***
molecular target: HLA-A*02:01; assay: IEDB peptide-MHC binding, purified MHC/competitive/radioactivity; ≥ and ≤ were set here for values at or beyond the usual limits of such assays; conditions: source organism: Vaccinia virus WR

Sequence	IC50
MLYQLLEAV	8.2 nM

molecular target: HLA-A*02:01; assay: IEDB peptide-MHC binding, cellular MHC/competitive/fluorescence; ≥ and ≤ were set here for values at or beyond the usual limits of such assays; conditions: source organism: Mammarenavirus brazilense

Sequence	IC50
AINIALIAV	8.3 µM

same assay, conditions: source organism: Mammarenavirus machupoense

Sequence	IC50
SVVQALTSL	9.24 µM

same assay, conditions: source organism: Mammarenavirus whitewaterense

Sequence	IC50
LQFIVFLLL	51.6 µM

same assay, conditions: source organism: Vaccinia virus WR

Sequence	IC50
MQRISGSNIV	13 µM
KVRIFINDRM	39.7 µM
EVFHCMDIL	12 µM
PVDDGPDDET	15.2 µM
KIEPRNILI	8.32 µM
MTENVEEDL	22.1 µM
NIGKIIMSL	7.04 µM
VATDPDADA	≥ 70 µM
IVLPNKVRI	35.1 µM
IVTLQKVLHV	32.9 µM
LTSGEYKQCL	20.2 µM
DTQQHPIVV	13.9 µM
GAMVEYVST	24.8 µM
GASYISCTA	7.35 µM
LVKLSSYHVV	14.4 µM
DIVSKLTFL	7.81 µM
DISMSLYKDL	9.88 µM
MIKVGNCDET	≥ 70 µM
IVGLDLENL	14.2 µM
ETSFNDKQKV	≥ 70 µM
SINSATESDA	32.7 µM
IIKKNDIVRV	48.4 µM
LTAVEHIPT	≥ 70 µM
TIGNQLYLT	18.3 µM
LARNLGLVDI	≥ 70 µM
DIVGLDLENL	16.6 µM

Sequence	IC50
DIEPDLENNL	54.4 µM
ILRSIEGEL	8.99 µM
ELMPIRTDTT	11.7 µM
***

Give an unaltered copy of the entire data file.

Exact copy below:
molecular target: HLA-A*02:01; assay: IEDB peptide-MHC binding, purified MHC/competitive/radioactivity; ≥ and ≤ were set here for values at or beyond the usual limits of such assays; conditions: source organism: Vaccinia virus WR

Sequence	IC50
MLYQLLEAV	8.2 nM

molecular target: HLA-A*02:01; assay: IEDB peptide-MHC binding, cellular MHC/competitive/fluorescence; ≥ and ≤ were set here for values at or beyond the usual limits of such assays; conditions: source organism: Mammarenavirus brazilense

Sequence	IC50
AINIALIAV	8.3 µM

same assay, conditions: source organism: Mammarenavirus machupoense

Sequence	IC50
SVVQALTSL	9.24 µM

same assay, conditions: source organism: Mammarenavirus whitewaterense

Sequence	IC50
LQFIVFLLL	51.6 µM

same assay, conditions: source organism: Vaccinia virus WR

Sequence	IC50
MQRISGSNIV	13 µM
KVRIFINDRM	39.7 µM
EVFHCMDIL	12 µM
PVDDGPDDET	15.2 µM
KIEPRNILI	8.32 µM
MTENVEEDL	22.1 µM
NIGKIIMSL	7.04 µM
VATDPDADA	≥ 70 µM
IVLPNKVRI	35.1 µM
IVTLQKVLHV	32.9 µM
LTSGEYKQCL	20.2 µM
DTQQHPIVV	13.9 µM
GAMVEYVST	24.8 µM
GASYISCTA	7.35 µM
LVKLSSYHVV	14.4 µM
DIVSKLTFL	7.81 µM
DISMSLYKDL	9.88 µM
MIKVGNCDET	≥ 70 µM
IVGLDLENL	14.2 µM
ETSFNDKQKV	≥ 70 µM
SINSATESDA	32.7 µM
IIKKNDIVRV	48.4 µM
LTAVEHIPT	≥ 70 µM
TIGNQLYLT	18.3 µM
LARNLGLVDI	≥ 70 µM
DIVGLDLENL	16.6 µM

Sequence	IC50
DIEPDLENNL	54.4 µM
ILRSIEGEL	8.99 µM
ELMPIRTDTT	11.7 µM